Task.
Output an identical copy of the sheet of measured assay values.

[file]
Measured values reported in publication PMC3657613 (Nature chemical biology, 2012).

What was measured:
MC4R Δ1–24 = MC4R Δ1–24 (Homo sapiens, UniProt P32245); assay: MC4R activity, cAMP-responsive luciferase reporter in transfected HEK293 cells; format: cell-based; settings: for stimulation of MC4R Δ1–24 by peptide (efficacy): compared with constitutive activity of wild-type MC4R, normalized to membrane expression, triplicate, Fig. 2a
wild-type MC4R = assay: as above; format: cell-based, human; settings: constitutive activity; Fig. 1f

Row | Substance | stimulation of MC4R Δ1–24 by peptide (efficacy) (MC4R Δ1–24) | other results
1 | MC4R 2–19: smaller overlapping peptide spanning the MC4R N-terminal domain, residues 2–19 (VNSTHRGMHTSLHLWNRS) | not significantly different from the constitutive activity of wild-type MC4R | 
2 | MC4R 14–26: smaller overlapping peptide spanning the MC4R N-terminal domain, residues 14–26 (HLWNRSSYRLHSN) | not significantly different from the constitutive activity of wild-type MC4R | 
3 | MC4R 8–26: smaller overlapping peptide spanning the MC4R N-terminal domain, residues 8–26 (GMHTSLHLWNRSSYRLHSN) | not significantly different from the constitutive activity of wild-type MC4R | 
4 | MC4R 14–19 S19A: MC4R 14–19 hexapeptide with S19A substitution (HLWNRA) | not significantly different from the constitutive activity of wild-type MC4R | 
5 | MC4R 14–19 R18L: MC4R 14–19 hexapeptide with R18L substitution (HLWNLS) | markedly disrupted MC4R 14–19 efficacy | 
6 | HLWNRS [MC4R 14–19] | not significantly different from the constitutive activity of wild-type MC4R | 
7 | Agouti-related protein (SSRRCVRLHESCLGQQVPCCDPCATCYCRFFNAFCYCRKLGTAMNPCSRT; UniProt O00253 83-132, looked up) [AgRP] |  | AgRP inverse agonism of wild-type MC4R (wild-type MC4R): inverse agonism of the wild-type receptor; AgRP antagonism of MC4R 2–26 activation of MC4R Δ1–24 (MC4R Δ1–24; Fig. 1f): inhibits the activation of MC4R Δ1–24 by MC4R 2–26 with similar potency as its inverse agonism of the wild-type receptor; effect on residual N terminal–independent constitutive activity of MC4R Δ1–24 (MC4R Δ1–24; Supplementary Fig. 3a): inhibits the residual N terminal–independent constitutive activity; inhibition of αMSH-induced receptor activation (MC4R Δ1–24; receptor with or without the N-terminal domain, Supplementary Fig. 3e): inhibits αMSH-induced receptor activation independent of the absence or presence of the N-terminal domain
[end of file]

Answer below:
Measured values reported in publication PMC3657613 (Nature chemical biology, 2012).

What was measured:
MC4R Δ1–24 = MC4R Δ1–24 (Homo sapiens, UniProt P32245); assay: MC4R activity, cAMP-responsive luciferase reporter in transfected HEK293 cells; format: cell-based; settings: for stimulation of MC4R Δ1–24 by peptide (efficacy): compared with constitutive activity of wild-type MC4R, normalized to membrane expression, triplicate, Fig. 2a
wild-type MC4R = assay: as above; format: cell-based, human; settings: constitutive activity; Fig. 1f

Row | Substance | stimulation of MC4R Δ1–24 by peptide (efficacy) (MC4R Δ1–24) | other results
1 | MC4R 2–19: smaller overlapping peptide spanning the MC4R N-terminal domain, residues 2–19 (VNSTHRGMHTSLHLWNRS) | not significantly different from the constitutive activity of wild-type MC4R | 
2 | MC4R 14–26: smaller overlapping peptide spanning the MC4R N-terminal domain, residues 14–26 (HLWNRSSYRLHSN) | not significantly different from the constitutive activity of wild-type MC4R | 
3 | MC4R 8–26: smaller overlapping peptide spanning the MC4R N-terminal domain, residues 8–26 (GMHTSLHLWNRSSYRLHSN) | not significantly different from the constitutive activity of wild-type MC4R | 
4 | MC4R 14–19 S19A: MC4R 14–19 hexapeptide with S19A substitution (HLWNRA) | not significantly different from the constitutive activity of wild-type MC4R | 
5 | MC4R 14–19 R18L: MC4R 14–19 hexapeptide with R18L substitution (HLWNLS) | markedly disrupted MC4R 14–19 efficacy | 
6 | HLWNRS [MC4R 14–19] | not significantly different from the constitutive activity of wild-type MC4R | 
7 | Agouti-related protein (SSRRCVRLHESCLGQQVPCCDPCATCYCRFFNAFCYCRKLGTAMNPCSRT; UniProt O00253 83-132, looked up) [AgRP] |  | AgRP inverse agonism of wild-type MC4R (wild-type MC4R): inverse agonism of the wild-type receptor; AgRP antagonism of MC4R 2–26 activation of MC4R Δ1–24 (MC4R Δ1–24; Fig. 1f): inhibits the activation of MC4R Δ1–24 by MC4R 2–26 with similar potency as its inverse agonism of the wild-type receptor; effect on residual N terminal–independent constitutive activity of MC4R Δ1–24 (MC4R Δ1–24; Supplementary Fig. 3a): inhibits the residual N terminal–independent constitutive activity; inhibition of αMSH-induced receptor activation (MC4R Δ1–24; receptor with or without the N-terminal domain, Supplementary Fig. 3e): inhibits αMSH-induced receptor activation independent of the absence or presence of the N-terminal domain